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Hesperidina bottleart.jpg
Anverse and reverse of the first
Hesperidina bottles, c. 1864.
Type Aperitif
Manufacturer Bagley
Introduced 1864; 153 years ago (1864)
Flavour Bitter orange
Website bagley.com.ar

Hesperidina is a classic Argentine apéritif made from bitter and sweet orange peels, with contain a high number of flavonoids. The beverage has antioxidant effects because of the flavonoids.[1]

Its name was taken from the Greek myth of Hesperides.


The Hesperidina label (1866) was printed in the US to avoid falsifications.

This alcoholic drink was invented in 1864 by an American immigrant, Melville Sewell Bagley, in Buenos Aires, Argentina.[2] Bagley was a native of the state of Maine. He had been involved in the dry goods business in New Orleans before the outbreak of the American Civil War. After the outbreak he emigrated to Buenos Aires where he worked at "La Estrella" pharmacy, sited on Defensa and Alsina streets. Bagley started to try with different formulas to create a digestive beverage, using oranges as its main ingredient.[3] The Hesperidina would be born from those tests.[4]

Prior to the official launching of the drink, Bagley made an extensive public campaign with posters spread in the city of Buenos Aires. Those posters only had the word "Hesperidina", without images or further explanations about the subject in question.[5]

The poster campaign lasted three months until Hesperidina was finally launched on December 24, 1864, with an advertisement published in La Tribuna newspaper. The advertisement stated Hesperidina was a "stomach digestive, prepared with bitter oranges." The immediate success of the apéritif led to the appearance of imitations and other counterfeiting of the product. Alarmed by the situation, Bagley convinced president of Argentina, Nicolás Avellaneda to create a patent and trademark office in order to protect his product. The office was created in 1876, being Hesperidina the first product to register as a trademark in Argentina on October 27.[6] Soon after, Bagley began to print the Hesperidina labels at the New York Bank Note Company to strengthen controls over the product.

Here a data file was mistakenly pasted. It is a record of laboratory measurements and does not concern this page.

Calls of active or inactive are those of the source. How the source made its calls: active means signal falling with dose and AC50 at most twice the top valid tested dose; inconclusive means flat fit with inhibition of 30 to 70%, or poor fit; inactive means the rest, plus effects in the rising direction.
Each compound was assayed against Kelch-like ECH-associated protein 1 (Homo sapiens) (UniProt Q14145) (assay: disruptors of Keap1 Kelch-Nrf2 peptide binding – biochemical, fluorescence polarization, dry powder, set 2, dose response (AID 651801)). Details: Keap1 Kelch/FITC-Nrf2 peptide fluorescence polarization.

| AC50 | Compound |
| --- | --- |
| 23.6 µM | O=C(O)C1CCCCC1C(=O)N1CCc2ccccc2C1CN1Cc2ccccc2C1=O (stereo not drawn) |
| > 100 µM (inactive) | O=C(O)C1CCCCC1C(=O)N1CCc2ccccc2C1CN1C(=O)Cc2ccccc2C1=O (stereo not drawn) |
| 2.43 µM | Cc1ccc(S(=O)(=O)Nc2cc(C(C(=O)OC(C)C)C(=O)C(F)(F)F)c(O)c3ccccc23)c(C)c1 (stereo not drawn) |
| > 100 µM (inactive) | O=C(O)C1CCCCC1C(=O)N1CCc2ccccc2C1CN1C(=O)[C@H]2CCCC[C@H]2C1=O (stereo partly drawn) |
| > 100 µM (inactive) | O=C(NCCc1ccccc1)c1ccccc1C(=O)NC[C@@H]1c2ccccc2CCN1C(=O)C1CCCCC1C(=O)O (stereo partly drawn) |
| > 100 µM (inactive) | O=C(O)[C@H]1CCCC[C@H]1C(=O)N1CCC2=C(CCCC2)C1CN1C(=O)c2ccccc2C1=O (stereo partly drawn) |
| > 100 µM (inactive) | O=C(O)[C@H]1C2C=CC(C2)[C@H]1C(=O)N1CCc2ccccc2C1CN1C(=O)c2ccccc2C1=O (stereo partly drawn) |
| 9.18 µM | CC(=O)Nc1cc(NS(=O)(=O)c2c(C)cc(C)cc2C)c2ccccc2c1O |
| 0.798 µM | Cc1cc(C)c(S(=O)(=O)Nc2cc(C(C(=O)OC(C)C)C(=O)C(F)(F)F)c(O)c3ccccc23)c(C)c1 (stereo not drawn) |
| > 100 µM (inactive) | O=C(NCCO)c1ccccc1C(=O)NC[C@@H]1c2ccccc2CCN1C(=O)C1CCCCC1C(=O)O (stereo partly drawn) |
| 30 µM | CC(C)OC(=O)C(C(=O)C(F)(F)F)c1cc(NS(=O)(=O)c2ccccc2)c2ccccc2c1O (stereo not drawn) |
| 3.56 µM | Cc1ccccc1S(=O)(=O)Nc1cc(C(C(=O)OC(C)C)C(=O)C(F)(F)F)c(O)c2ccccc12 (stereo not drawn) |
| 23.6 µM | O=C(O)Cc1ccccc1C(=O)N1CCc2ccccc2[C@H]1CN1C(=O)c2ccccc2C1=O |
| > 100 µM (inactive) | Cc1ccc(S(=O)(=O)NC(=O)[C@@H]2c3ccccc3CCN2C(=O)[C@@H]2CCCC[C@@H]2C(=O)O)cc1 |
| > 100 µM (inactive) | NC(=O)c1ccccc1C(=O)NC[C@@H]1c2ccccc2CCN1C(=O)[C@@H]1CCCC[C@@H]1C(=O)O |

During the Triple Alliance War (1864–1870) Hesperidina was distributed among the soldiers "to revitalize the wounded" because of its therapeutic effects that could solve stomach problems, derived from the non-potable water drank by the combatants.[4]

Beverages, indeed, opened the door to a whole new sector of advertisement driven by the Hesperidina campaign and the arrival to the country of world-wide "food and beverage" names such as Real Hollands, Nestlé, Domecq and Bols among others.

In popular culture[edit]

The Hesperidina is mentioned in three short tales by Julio Cortázar: Casa Tomada, Tía en Apuros and Circe. Another writer, Juan Carlos Casas, also included Hesperidina in his book Fraile Muerto.[7] Hesperidina also appeared in the short tale Perdido by Haroldo Conti.[8]

Tango singer Roberto Goyeneche referred Hesperidina as his favorite beverage, which he used to drink at "La Sirena", a bar in Saavedra, Buenos Aires. The Hesperidina also appeared in several calendars painted by Gauchesco artist Florencio Molina Campos.[4] Other famous person that adopted Hesperidina as his favorite drink was explorer Francisco Moreno, who used to drink it during his trips to the harsher regions of the south of Argentina.[5]

French musician José de Wravrin (mostly known artistic name, Juan Nirvassed) composed Hesperidina: Tango de Moda in 1915.,[9] which would later won first prize at Sociedad Sportiva Argentina. Hesperidina is also mentioned in the film Juan Moreira directed by Leonardo Favio in 1973.[4]

See also[edit]


  1. ^ "Contenido de glicósidos de flavonoides en frutos inmaduros en Citrus aurantium y Citrus sinensis" on Información Tecnológica n° 13, edited by C.I.T. of Argentina - ISSN 0716-8756
  2. ^ Paul H. Lewis (1990), The Crisis of Argentine Capitalism, University of North Carolina Press, pp. 59–60, ISBN 9780807818626 
  3. ^ Norteamericanos en la Argentina by Lucio Pérez Calvo, 2007 - ISBN 987-05-2845-7
  4. ^ a b c d "Hesperidina: el licor que dio lugar al registro de patentes en el país", iEco (suplement of Clarín), 13 Oct 2014
  5. ^ a b "Hesperidina, el retorno de una leyenda" by Sandra Calvete, Los Andes, 29 Jul 2013
  6. ^ , Revolución Industrial y Equipamiento Urbano by Jorge Gazaneo & Mabel Scarone - Instituto de Arte Americano e Investigaciones Estéticas, 1967
  7. ^ Fraile muerto by Juan C. Casas, Editorial Stokcero, 2002, ISBN 987-20506-5-1, ISBN 978-987-20506-5-8
  8. ^ Haroldo Conti bio
  9. ^ "Hesperitango"

External links[edit]